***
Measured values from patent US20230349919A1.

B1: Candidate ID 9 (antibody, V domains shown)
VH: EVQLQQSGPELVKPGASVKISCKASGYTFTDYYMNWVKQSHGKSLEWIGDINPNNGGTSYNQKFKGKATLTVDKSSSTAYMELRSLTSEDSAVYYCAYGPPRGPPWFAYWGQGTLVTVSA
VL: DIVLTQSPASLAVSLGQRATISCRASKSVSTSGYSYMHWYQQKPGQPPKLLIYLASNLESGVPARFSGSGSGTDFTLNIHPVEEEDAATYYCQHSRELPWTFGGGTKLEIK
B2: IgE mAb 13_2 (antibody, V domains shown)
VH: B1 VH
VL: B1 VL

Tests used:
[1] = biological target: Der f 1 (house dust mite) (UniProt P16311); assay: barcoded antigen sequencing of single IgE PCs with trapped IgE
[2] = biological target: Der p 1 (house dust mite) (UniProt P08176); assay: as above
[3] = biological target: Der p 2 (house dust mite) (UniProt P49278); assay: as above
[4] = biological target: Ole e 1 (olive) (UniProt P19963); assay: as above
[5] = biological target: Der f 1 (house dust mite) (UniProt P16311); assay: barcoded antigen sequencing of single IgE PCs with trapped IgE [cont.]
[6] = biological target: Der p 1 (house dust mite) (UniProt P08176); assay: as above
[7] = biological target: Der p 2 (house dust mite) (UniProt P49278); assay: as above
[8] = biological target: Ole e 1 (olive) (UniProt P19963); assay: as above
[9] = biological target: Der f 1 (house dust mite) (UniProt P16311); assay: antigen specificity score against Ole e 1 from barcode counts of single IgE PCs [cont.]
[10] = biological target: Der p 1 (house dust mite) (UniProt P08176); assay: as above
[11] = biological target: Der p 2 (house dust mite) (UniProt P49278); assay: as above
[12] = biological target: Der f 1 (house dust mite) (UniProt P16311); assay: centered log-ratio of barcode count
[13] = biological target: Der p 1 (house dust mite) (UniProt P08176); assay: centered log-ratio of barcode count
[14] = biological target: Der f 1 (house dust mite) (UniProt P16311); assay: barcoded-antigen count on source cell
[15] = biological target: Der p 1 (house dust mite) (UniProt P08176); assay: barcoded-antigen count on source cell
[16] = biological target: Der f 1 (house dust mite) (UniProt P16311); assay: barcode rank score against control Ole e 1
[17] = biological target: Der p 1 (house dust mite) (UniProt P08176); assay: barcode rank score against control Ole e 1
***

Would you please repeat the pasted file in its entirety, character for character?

Measured values from patent US20230349919A1.

B1: Candidate ID 9 (antibody, V domains shown)
VH: EVQLQQSGPELVKPGASVKISCKASGYTFTDYYMNWVKQSHGKSLEWIGDINPNNGGTSYNQKFKGKATLTVDKSSSTAYMELRSLTSEDSAVYYCAYGPPRGPPWFAYWGQGTLVTVSA
VL: DIVLTQSPASLAVSLGQRATISCRASKSVSTSGYSYMHWYQQKPGQPPKLLIYLASNLESGVPARFSGSGSGTDFTLNIHPVEEEDAATYYCQHSRELPWTFGGGTKLEIK
B2: IgE mAb 13_2 (antibody, V domains shown)
VH: B1 VH
VL: B1 VL

Tests used:
[1] = biological target: Der f 1 (house dust mite) (UniProt P16311); assay: barcoded antigen sequencing of single IgE PCs with trapped IgE
[2] = biological target: Der p 1 (house dust mite) (UniProt P08176); assay: as above
[3] = biological target: Der p 2 (house dust mite) (UniProt P49278); assay: as above
[4] = biological target: Ole e 1 (olive) (UniProt P19963); assay: as above
[5] = biological target: Der f 1 (house dust mite) (UniProt P16311); assay: barcoded antigen sequencing of single IgE PCs with trapped IgE [cont.]
[6] = biological target: Der p 1 (house dust mite) (UniProt P08176); assay: as above
[7] = biological target: Der p 2 (house dust mite) (UniProt P49278); assay: as above
[8] = biological target: Ole e 1 (olive) (UniProt P19963); assay: as above
[9] = biological target: Der f 1 (house dust mite) (UniProt P16311); assay: antigen specificity score against Ole e 1 from barcode counts of single IgE PCs [cont.]
[10] = biological target: Der p 1 (house dust mite) (UniProt P08176); assay: as above
[11] = biological target: Der p 2 (house dust mite) (UniProt P49278); assay: as above
[12] = biological target: Der f 1 (house dust mite) (UniProt P16311); assay: centered log-ratio of barcode count
[13] = biological target: Der p 1 (house dust mite) (UniProt P08176); assay: centered log-ratio of barcode count
[14] = biological target: Der f 1 (house dust mite) (UniProt P16311); assay: barcoded-antigen count on source cell
[15] = biological target: Der p 1 (house dust mite) (UniProt P08176); assay: barcoded-antigen count on source cell
[16] = biological target: Der f 1 (house dust mite) (UniProt P16311); assay: barcode rank score against control Ole e 1
[17] = biological target: Der p 1 (house dust mite) (UniProt P08176); assay: barcode rank score against control Ole e 1